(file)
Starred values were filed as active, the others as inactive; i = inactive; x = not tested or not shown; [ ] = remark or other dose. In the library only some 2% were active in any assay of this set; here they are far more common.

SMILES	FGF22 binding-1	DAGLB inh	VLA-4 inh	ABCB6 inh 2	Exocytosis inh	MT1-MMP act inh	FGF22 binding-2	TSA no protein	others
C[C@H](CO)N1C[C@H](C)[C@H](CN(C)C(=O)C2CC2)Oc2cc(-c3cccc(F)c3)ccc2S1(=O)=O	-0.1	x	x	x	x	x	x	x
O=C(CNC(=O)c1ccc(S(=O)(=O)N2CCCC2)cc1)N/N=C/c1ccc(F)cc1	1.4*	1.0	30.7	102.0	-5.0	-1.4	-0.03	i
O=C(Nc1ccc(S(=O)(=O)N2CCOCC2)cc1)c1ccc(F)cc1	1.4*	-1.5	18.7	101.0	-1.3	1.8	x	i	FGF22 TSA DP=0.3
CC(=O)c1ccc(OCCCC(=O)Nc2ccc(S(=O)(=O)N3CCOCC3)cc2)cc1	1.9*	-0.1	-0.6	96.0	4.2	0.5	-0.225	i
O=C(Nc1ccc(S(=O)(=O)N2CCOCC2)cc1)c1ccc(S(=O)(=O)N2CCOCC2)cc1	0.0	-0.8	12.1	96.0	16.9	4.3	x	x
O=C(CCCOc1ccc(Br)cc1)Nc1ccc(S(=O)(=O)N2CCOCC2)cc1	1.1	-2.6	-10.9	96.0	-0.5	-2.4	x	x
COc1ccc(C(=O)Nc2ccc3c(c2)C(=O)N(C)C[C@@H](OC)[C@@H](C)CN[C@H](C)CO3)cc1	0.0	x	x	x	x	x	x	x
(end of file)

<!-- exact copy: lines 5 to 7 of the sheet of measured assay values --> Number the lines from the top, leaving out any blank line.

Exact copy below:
O=C(Nc1ccc(S(=O)(=O)N2CCOCC2)cc1)c1ccc(F)cc1	1.4*	-1.5	18.7	101.0	-1.3	1.8	x	i	FGF22 TSA DP=0.3
CC(=O)c1ccc(OCCCC(=O)Nc2ccc(S(=O)(=O)N3CCOCC3)cc2)cc1	1.9*	-0.1	-0.6	96.0	4.2	0.5	-0.225	i
O=C(Nc1ccc(S(=O)(=O)N2CCOCC2)cc1)c1ccc(S(=O)(=O)N2CCOCC2)cc1	0.0	-0.8	12.1	96.0	16.9	4.3	x	x